Inventing a Cartographical Image for Postcolonial India: European Models and the Politics of National Identity

  • Arundhati VirmaniEmail author
Conference paper
Part of the Lecture Notes in Geoinformation and Cartography book series (LNGC)


In 1953, the government of independent India sponsored the production of a national atlas written in the new national language, Hindi, under the direction of the geographer S. P. Chatterjee at Calcutta University. To what extent did the Atlas reconcile nationalist sentiments of the 1950s with a determination to break away from the colonial frame with its dominant scientific practices? From this perspective, a study of the first National Atlas elucidates the connections and circulations of intellectual ideas, technologies and practices in a heightened nationalist context. For the Indian state, it represented a tool for national pedagogy through the production of specific images of the country’s physical, economic and social features. A detailed analysis of the stages of production, the final choices of data, format, language and scale show how broader scientific exchanges could take place within the new constraints of state goals of development and a bureaucratic framework of action. The first atlas represented a crucial moment for establishing precedents of circulation and exchange of ideas. It appears as a somewhat paradoxical production. On the one hand, it was the result of a state directed and controlled enterprise. At the same time, it benefitted from accelerated academic and scientific exchanges and collaborations, which, in the field of geography, resulted in a common elaboration of forms of normalization and standards, particularly evident in cartographical productions.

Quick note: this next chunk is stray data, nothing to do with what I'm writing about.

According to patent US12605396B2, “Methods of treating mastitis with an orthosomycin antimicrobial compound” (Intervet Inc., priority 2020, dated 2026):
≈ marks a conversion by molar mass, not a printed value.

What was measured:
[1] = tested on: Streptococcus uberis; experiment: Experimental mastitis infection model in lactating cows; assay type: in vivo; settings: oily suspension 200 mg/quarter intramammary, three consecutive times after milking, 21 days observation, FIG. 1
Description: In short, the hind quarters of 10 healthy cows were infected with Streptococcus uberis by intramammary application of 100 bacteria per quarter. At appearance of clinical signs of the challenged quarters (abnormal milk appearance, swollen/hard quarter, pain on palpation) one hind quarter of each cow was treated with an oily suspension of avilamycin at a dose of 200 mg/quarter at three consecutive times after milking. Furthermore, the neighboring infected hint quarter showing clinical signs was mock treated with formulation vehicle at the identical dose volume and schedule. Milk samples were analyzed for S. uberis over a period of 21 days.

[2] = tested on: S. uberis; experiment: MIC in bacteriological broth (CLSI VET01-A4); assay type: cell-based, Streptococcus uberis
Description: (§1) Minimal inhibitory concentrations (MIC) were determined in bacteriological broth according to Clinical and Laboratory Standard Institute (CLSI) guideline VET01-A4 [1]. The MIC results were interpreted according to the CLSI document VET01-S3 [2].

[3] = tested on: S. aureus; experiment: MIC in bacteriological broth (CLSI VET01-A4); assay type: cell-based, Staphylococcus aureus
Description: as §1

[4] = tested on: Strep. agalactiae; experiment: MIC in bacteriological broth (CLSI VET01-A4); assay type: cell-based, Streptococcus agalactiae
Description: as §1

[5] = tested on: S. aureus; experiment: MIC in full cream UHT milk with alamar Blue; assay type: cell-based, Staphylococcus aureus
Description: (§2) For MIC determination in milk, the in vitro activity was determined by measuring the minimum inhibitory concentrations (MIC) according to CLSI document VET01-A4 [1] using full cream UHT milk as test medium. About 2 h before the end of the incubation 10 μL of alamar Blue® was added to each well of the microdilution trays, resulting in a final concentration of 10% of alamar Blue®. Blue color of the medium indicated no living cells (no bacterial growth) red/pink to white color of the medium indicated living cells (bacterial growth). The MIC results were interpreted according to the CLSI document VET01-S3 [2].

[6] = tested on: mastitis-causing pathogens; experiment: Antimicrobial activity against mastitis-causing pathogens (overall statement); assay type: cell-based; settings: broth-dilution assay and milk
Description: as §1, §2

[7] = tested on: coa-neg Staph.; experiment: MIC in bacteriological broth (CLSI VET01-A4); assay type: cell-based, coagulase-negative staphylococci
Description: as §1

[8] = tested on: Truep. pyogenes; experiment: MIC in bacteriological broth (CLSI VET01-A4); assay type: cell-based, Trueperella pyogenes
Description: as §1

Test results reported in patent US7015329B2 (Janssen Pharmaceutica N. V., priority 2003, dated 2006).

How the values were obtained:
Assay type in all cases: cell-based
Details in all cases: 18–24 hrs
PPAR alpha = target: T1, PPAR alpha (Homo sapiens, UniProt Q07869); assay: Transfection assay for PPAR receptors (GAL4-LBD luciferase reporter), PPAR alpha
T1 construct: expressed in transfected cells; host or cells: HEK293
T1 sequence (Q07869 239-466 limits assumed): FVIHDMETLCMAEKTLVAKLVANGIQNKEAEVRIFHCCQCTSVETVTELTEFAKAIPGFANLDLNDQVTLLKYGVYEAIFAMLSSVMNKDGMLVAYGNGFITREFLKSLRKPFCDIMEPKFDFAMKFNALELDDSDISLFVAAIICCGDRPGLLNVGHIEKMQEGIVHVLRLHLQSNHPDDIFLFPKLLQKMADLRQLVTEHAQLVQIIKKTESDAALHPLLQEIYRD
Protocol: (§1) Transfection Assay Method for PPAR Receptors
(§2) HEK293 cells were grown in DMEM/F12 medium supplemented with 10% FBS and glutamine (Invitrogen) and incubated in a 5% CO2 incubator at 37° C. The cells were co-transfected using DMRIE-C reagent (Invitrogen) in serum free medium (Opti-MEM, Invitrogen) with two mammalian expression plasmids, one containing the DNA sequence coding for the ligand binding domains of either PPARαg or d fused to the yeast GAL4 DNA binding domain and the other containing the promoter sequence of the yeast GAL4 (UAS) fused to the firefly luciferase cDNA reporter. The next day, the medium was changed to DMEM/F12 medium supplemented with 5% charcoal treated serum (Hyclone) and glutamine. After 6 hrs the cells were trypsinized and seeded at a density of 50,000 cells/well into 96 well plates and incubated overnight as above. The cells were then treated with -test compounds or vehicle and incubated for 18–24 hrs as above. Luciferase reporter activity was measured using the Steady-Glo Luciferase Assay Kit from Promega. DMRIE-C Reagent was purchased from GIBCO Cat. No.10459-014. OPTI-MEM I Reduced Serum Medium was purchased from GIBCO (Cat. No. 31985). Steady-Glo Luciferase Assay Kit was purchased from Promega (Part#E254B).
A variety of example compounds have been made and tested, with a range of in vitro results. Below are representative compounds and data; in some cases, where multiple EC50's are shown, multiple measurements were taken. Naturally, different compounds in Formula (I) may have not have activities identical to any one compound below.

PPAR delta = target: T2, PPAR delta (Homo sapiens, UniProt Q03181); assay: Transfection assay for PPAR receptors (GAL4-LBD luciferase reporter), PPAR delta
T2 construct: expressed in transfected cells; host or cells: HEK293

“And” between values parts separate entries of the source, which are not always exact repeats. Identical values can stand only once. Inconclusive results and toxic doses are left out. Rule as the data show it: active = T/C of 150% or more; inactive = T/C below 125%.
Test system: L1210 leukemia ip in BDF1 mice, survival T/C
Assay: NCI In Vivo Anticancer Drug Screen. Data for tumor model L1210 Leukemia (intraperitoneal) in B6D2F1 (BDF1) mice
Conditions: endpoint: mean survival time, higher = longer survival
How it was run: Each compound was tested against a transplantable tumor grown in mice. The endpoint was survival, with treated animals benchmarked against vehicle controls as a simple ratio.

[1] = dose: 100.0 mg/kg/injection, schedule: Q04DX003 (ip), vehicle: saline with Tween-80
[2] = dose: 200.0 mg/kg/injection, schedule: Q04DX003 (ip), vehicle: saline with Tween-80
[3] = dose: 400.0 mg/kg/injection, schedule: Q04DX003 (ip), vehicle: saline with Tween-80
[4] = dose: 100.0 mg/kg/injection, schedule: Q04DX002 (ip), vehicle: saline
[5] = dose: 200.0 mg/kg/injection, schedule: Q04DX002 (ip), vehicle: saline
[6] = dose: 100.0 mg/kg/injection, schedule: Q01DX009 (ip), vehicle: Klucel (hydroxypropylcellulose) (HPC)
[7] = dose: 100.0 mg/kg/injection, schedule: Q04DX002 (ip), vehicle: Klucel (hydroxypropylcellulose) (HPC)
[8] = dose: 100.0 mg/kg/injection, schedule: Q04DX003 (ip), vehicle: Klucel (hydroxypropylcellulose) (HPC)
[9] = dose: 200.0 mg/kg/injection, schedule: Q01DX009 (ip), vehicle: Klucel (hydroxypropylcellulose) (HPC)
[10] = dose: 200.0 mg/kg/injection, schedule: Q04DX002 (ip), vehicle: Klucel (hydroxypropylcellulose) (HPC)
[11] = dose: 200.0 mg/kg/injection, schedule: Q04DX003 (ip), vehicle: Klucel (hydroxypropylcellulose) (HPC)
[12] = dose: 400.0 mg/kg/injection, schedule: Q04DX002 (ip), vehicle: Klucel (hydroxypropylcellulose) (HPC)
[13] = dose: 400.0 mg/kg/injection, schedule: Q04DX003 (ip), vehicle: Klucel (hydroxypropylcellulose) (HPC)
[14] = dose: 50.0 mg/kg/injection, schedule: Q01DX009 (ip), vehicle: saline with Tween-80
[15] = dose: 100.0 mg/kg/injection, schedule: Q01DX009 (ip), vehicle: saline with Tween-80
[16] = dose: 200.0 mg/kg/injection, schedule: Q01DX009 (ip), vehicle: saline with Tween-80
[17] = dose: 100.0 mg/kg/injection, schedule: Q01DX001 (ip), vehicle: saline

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© Springer International Publishing AG, part of Springer Nature 2019

Authors and Affiliations

  1. 1.EHESS, Centre Norbert EliasMarseilleFrance

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